Microsoft: Becoming a Socially Focused Giant

September 6, 2018

US citizens have a love-hate relationship with Microsoft.  Microsoft’s technology powers most of the country’s infrastructures, businesses, personal lives, and more.  At the same time, however, Microsoft’s technology is prone to problems, causing an endless amount of headaches.  Microsoft also has a reputation about caring more about a profit than its customers.  Has it suddenly had a change of heart?  According to a new post on Microsoft’s blog, the company is now interested in participating and/or protecting democracy, “We Are Taking New Steps Against Broadening Threats To Democracy.”

Microsoft President Brad Smith wrote the post about how the Internet is being used by foreign entities to disrupt governments, steal information, and spread disinformation.  Smith cites the 2016 US election and the 2017 French elections.  Smith and by proxy Microsoft says that the tech sector has a responsibility to defend democracy against further security threats:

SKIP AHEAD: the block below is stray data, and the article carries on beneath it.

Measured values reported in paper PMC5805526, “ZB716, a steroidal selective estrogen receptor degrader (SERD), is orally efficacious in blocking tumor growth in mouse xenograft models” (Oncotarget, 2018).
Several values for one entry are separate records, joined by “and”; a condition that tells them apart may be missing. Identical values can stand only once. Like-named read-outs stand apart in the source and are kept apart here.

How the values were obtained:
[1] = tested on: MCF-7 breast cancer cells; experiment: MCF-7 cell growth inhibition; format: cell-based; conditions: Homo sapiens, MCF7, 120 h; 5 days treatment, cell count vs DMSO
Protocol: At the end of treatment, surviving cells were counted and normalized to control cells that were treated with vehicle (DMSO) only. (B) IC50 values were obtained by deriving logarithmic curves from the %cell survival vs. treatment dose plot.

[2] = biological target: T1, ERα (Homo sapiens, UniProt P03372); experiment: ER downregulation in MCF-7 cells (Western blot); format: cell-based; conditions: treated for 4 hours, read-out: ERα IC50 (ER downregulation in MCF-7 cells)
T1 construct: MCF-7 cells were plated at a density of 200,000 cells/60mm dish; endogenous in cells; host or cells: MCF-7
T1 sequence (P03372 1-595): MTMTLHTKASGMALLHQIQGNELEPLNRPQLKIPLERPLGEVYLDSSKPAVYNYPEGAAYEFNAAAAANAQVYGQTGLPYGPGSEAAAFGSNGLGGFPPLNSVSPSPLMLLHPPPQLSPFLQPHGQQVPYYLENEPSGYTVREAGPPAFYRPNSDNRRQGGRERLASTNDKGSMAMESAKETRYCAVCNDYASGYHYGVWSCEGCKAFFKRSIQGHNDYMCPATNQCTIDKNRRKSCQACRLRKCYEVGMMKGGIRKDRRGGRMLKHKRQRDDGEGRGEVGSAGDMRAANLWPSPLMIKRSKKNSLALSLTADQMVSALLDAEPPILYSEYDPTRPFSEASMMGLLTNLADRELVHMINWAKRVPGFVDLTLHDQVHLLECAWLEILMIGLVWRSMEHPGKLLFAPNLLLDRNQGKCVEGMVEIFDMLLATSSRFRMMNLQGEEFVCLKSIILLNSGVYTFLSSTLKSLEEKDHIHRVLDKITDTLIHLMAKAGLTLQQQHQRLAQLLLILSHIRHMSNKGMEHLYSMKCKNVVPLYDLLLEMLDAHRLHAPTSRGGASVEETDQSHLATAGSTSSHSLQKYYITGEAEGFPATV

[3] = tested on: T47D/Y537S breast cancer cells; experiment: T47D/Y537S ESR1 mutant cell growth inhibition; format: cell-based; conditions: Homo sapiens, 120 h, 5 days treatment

“We’re concerned that these and other attempts pose security threats to a broadening array of groups connected with both American political parties in the run-up to the 2018 elections. That’s why today we are expanding Microsoft’s Defending Democracy Program with a new initiative called Microsoft AccountGuard. This initiative will provide state-of-the-art cybersecurity protection at no extra cost to all candidates and campaign offices at the federal, state and local level, as well as think tanks and political organizations we now believe are under attack. The technology is free of charge to candidates, campaigns and related political institutions using Office 365.”

The post goes on to explain how Microsoft’s crime unit tracked six web sites associated with Strontium, a group associated with the Russian government and known for interference.  These web sites were designed to mimic real US non-profit political organizations and other political groups with the goal to spread disinformation.  The blog post also advertises Microsoft’s new AccountGuard and advocates its Microsoft Defending Democracy Program started in 2018.

Microsoft is interested in protecting the US electrons from interference, but it also interested in protecting its reputation and political supporters. Does Microsoft have stakes in social media companies? Facebook, maybe?

Whitney Grace, September 6, 2018

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